The process of regeneration advances step by step until the understanding has been enlightened with heavenly truths, and the will or affections are purified to be the recipients of the Lord’s love. It is in this state only that man is man. There are various ideas of what constitutes a man. In one view – the lowest – he is a man because of his physical form alone. In our laws he is considered a man when he is twenty-one years of age. But throughout the Word the term is used approvingly only to denote moral and spiritual excellence. Hence the Lord, speaking through the prophet Jeremiah of the apostasy of the church, says, “I beheld, and, lo, there was no man.” And so it is declared in the same prophet that Jerusalem should be pardoned or delivered if a “man” could be found in her. It is interior excellence that is to be understood when the word man is used in Scripture.

The production of this excellence is the creation of man, and when it is completed, he is made in the image and likeness of God. Here again, as it often the case in the Word, are two words of apparently the same meaning. Man is made in the image of God when from knowledge of truths in the understanding he does the good which these truths teach him that he ought to do for himself, for his neighbor, for his country, for his church, and for the Lord, and he does them because he sees that it is his duty so to do. And because all truth and the power to do it are from the Lord alone it is said that man is an image of God. To this state the sixth day brings him. But he is as yet only the image, not the likeness. He does not come into the “likeness” of God on the sixth day.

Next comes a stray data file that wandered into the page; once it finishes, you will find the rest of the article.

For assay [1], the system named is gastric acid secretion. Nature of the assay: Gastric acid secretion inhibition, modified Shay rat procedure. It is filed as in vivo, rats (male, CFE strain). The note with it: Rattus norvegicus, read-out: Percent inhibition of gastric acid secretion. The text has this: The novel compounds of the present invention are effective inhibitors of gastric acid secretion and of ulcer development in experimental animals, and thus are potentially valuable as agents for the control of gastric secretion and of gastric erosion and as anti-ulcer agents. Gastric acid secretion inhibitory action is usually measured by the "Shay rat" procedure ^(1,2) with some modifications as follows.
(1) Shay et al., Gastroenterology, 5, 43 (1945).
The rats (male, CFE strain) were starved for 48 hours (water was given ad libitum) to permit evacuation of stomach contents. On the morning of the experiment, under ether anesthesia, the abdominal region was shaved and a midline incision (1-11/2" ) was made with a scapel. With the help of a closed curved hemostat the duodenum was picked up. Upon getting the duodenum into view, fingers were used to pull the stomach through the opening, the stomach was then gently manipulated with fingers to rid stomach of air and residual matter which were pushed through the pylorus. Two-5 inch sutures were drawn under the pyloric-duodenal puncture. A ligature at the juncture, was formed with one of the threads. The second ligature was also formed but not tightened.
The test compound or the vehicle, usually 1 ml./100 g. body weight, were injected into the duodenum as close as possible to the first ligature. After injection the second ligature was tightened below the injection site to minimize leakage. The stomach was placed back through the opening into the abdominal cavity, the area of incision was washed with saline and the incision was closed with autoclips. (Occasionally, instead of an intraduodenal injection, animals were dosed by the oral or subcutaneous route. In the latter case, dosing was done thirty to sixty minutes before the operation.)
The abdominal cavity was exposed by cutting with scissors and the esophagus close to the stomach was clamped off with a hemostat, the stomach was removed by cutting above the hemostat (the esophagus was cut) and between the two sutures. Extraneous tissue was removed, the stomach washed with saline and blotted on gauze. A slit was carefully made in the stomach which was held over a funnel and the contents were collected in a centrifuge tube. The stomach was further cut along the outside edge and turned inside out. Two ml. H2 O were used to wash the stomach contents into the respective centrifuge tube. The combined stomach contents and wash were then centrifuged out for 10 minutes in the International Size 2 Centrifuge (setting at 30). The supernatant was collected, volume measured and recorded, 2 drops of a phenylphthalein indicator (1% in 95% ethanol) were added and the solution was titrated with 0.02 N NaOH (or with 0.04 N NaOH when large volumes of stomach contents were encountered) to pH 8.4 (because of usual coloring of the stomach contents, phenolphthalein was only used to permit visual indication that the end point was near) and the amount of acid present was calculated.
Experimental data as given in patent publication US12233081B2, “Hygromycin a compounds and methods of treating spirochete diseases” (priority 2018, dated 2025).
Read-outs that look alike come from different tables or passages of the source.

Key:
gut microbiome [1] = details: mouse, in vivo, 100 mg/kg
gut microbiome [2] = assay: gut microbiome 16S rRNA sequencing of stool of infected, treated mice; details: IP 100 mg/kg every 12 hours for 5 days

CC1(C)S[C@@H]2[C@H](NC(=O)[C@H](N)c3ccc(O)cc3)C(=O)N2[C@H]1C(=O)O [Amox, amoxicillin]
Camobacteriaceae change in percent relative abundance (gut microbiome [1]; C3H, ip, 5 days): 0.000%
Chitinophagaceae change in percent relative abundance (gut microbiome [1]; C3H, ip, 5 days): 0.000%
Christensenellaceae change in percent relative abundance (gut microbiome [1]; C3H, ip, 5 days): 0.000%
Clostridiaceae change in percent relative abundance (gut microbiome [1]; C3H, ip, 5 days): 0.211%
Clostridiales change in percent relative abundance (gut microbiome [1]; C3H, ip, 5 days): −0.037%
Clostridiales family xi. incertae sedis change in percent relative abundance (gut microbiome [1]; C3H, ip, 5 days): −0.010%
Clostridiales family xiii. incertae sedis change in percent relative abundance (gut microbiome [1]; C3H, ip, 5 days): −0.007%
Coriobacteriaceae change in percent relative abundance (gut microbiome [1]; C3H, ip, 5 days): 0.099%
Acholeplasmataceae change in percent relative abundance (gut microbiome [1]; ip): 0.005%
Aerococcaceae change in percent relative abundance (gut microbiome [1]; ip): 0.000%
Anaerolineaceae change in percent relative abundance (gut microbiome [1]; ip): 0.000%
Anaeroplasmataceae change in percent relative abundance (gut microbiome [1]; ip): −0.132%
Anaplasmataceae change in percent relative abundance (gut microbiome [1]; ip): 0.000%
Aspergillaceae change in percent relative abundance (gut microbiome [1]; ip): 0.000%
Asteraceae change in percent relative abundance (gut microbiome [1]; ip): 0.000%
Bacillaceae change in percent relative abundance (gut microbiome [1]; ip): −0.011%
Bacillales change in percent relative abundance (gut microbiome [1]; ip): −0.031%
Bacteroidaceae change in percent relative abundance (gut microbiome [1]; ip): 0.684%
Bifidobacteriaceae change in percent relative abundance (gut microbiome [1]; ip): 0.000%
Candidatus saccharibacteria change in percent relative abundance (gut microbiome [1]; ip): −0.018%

There are three degrees of life in man which may be successively developed, and in each degree he is actuated by different motives. We all know from experience that in our natural state we act, whether consciously or unconsciously, from selfish motives. In this state we struggle for existence and to master the occupations in which we are engaged. And this is right, provided the rights of others are not infringed upon. But to be honest in order that we may succeed – because, as we say, “honesty pays” – is not the sign of real character. We must advance beyond this purely natural degree and its motives.